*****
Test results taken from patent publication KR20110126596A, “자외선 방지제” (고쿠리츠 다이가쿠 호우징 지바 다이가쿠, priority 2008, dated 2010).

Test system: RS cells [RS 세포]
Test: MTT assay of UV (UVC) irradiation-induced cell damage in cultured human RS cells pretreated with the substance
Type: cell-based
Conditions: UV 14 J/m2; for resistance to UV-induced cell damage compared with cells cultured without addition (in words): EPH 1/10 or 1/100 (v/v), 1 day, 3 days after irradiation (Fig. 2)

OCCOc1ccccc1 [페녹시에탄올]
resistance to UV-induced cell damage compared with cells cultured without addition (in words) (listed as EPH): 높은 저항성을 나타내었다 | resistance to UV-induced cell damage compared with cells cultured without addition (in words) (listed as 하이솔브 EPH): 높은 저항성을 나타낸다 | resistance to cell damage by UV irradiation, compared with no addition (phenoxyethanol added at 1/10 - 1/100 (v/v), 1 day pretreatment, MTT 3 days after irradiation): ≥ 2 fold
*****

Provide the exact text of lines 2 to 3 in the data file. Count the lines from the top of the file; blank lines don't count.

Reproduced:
Test system: RS cells [RS 세포]
Test: MTT assay of UV (UVC) irradiation-induced cell damage in cultured human RS cells pretreated with the substance